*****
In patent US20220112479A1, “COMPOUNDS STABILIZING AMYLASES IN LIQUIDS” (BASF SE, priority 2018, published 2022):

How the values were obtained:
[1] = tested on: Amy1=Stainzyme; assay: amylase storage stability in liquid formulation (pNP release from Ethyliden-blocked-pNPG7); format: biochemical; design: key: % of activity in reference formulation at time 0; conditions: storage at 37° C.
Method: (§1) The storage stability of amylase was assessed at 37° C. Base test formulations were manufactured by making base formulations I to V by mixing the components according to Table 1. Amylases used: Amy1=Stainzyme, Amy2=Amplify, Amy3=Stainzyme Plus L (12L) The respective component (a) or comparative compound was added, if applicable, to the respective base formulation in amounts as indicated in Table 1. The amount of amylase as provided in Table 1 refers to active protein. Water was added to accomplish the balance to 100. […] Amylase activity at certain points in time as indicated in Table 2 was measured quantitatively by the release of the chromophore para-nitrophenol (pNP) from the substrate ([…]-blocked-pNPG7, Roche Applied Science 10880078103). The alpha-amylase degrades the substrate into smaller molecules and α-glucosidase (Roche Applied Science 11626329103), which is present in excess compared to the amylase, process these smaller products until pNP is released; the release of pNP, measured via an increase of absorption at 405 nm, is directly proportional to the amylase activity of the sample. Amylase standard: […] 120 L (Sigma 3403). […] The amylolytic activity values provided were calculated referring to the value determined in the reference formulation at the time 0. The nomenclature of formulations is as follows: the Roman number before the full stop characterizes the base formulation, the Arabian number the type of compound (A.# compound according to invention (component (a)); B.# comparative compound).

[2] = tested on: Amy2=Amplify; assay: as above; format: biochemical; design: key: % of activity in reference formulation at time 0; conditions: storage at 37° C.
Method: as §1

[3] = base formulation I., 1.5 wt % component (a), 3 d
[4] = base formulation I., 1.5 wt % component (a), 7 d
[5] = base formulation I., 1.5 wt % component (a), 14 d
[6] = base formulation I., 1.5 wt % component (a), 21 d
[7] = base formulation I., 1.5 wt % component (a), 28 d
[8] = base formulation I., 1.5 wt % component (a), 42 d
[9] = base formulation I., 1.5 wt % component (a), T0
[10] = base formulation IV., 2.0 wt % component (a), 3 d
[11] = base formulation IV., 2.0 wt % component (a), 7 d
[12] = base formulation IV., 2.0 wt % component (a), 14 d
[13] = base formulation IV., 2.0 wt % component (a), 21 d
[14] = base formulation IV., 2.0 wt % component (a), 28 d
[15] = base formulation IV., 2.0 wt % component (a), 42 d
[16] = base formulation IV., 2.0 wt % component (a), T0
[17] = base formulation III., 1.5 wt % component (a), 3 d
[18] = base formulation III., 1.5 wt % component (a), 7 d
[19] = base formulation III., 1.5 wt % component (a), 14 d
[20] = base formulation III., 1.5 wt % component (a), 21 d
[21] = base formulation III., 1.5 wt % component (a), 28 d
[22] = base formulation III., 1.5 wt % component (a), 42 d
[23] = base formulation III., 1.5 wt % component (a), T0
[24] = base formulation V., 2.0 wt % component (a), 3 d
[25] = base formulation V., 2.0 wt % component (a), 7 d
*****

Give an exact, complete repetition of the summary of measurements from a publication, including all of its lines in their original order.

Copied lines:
In patent US20220112479A1, “COMPOUNDS STABILIZING AMYLASES IN LIQUIDS” (BASF SE, priority 2018, published 2022):

How the values were obtained:
[1] = tested on: Amy1=Stainzyme; assay: amylase storage stability in liquid formulation (pNP release from Ethyliden-blocked-pNPG7); format: biochemical; design: key: % of activity in reference formulation at time 0; conditions: storage at 37° C.
Method: (§1) The storage stability of amylase was assessed at 37° C. Base test formulations were manufactured by making base formulations I to V by mixing the components according to Table 1. Amylases used: Amy1=Stainzyme, Amy2=Amplify, Amy3=Stainzyme Plus L (12L) The respective component (a) or comparative compound was added, if applicable, to the respective base formulation in amounts as indicated in Table 1. The amount of amylase as provided in Table 1 refers to active protein. Water was added to accomplish the balance to 100. […] Amylase activity at certain points in time as indicated in Table 2 was measured quantitatively by the release of the chromophore para-nitrophenol (pNP) from the substrate ([…]-blocked-pNPG7, Roche Applied Science 10880078103). The alpha-amylase degrades the substrate into smaller molecules and α-glucosidase (Roche Applied Science 11626329103), which is present in excess compared to the amylase, process these smaller products until pNP is released; the release of pNP, measured via an increase of absorption at 405 nm, is directly proportional to the amylase activity of the sample. Amylase standard: […] 120 L (Sigma 3403). […] The amylolytic activity values provided were calculated referring to the value determined in the reference formulation at the time 0. The nomenclature of formulations is as follows: the Roman number before the full stop characterizes the base formulation, the Arabian number the type of compound (A.# compound according to invention (component (a)); B.# comparative compound).

[2] = tested on: Amy2=Amplify; assay: as above; format: biochemical; design: key: % of activity in reference formulation at time 0; conditions: storage at 37° C.
Method: as §1

[3] = base formulation I., 1.5 wt % component (a), 3 d
[4] = base formulation I., 1.5 wt % component (a), 7 d
[5] = base formulation I., 1.5 wt % component (a), 14 d
[6] = base formulation I., 1.5 wt % component (a), 21 d
[7] = base formulation I., 1.5 wt % component (a), 28 d
[8] = base formulation I., 1.5 wt % component (a), 42 d
[9] = base formulation I., 1.5 wt % component (a), T0
[10] = base formulation IV., 2.0 wt % component (a), 3 d
[11] = base formulation IV., 2.0 wt % component (a), 7 d
[12] = base formulation IV., 2.0 wt % component (a), 14 d
[13] = base formulation IV., 2.0 wt % component (a), 21 d
[14] = base formulation IV., 2.0 wt % component (a), 28 d
[15] = base formulation IV., 2.0 wt % component (a), 42 d
[16] = base formulation IV., 2.0 wt % component (a), T0
[17] = base formulation III., 1.5 wt % component (a), 3 d
[18] = base formulation III., 1.5 wt % component (a), 7 d
[19] = base formulation III., 1.5 wt % component (a), 14 d
[20] = base formulation III., 1.5 wt % component (a), 21 d
[21] = base formulation III., 1.5 wt % component (a), 28 d
[22] = base formulation III., 1.5 wt % component (a), 42 d
[23] = base formulation III., 1.5 wt % component (a), T0
[24] = base formulation V., 2.0 wt % component (a), 3 d
[25] = base formulation V., 2.0 wt % component (a), 7 d